At the bottom of the Egyptian social pyramid lies the slaves, not peasants. Slaves were a lower social class than peasants. In fact, peasants and slaves were two different social classes. In the old kingdom, all of Egypt s slaves were captives and refugees. In contrast to what most people believe, slaves were treated somewhat fairly. Most slaves were given to temples and to private estates and owners as domestic servants. Some were used as serving girls, children s nannies, or out in fields. Some male captives were assigned a royal building site and worked on the buildings.
Slaves were not treated badly like other civilizations, especially if they were slaves of a noble or pharaoh. But slaves were not peasants, they were not given as many rights at all, they could not own or inherit land, or move up to a higher social class. Some slaves earned some trust within Egypt. If a peasant was desperate because their crops failed, they could sell themselves into slavery in order to get adequate food and drink. They could also buy themselves out of slavery if they somehow earned the price.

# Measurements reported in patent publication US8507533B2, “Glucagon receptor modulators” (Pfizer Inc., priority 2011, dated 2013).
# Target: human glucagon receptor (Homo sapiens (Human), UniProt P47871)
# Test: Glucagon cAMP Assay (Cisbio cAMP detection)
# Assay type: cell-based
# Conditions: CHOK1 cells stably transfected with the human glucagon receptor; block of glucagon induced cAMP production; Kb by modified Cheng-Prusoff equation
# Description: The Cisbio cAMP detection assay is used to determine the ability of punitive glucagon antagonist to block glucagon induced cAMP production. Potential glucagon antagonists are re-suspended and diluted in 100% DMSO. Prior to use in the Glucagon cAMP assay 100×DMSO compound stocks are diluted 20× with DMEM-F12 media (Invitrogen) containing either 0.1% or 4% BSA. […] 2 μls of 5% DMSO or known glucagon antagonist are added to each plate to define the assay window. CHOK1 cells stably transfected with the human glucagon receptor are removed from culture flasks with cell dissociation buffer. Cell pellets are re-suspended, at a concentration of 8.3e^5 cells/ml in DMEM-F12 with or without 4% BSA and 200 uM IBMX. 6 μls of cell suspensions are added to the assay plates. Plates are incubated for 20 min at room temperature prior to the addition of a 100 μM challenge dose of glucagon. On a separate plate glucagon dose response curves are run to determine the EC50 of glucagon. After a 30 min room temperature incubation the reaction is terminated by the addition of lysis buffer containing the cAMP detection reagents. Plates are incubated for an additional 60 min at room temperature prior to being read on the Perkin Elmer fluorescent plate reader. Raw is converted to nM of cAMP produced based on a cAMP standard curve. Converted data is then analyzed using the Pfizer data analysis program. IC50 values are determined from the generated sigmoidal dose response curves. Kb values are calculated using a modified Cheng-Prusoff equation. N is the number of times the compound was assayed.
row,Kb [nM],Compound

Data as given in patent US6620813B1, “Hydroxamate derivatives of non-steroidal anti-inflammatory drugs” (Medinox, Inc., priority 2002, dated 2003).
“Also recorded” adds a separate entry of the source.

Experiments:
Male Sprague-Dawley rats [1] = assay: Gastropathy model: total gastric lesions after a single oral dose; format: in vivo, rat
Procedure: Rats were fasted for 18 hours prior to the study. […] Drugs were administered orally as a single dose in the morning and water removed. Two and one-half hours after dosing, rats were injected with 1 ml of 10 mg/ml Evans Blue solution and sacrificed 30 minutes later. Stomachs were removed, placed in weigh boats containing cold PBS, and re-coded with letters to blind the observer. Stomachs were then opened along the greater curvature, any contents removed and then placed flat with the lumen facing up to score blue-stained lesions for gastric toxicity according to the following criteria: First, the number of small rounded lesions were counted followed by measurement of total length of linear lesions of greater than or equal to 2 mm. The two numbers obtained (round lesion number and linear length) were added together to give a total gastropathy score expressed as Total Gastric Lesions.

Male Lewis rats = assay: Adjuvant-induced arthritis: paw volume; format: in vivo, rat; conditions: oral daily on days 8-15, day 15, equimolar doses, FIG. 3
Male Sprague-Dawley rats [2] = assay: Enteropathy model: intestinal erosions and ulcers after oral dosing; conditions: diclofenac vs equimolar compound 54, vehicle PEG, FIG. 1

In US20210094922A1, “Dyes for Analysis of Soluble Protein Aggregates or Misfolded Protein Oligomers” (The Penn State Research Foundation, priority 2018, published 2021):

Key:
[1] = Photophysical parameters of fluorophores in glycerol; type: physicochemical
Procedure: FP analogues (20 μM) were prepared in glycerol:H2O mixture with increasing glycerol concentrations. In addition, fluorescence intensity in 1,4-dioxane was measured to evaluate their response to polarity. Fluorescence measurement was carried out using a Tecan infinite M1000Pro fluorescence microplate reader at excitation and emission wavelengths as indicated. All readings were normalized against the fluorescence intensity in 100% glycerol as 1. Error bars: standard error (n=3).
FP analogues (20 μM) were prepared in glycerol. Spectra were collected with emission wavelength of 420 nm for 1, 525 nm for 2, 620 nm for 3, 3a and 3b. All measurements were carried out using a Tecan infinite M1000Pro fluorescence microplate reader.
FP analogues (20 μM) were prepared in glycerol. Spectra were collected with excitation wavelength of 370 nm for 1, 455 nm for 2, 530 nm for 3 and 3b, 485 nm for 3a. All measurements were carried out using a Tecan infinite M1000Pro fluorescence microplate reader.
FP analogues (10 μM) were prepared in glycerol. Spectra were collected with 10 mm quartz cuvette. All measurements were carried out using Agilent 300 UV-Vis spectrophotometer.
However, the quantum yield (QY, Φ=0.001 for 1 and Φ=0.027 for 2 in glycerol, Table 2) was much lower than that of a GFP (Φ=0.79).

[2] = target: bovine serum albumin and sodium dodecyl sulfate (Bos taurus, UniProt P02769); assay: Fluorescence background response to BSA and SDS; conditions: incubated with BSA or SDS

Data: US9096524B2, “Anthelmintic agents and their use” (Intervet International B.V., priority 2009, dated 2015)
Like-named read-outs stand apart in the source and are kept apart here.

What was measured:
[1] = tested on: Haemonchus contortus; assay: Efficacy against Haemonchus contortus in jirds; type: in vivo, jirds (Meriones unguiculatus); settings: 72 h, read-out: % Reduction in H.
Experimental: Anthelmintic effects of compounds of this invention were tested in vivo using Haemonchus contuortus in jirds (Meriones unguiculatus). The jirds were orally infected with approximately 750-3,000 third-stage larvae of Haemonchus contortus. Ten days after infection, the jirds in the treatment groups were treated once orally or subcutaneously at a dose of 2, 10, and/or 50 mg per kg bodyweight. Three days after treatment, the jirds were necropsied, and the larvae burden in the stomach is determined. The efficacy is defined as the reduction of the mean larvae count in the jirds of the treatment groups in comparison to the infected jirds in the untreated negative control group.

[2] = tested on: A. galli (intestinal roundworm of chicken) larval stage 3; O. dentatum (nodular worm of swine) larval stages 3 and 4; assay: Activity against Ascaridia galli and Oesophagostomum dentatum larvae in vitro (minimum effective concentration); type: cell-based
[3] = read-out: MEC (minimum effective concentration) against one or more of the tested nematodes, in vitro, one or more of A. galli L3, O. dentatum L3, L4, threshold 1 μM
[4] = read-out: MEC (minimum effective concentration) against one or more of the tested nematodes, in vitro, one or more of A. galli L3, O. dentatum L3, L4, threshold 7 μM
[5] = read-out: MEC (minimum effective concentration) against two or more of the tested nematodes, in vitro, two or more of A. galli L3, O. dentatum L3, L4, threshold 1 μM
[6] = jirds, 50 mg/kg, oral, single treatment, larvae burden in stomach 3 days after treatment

During the Old Kingdom, the use of slaves was limited, and there is not evidence that slaves were used to build their great pyramids. It was not until the Middle Kingdom during Egypt s great expansion that was there was evidence that great amounts of slaves were captured and used as domestic servants, including Nubians and Asiatics.
The children of slaves became peasants. This is a good example of how slaves were given many rights. On the other hand, even though slave children were free, it would be hard to have your parents in slavery and you not.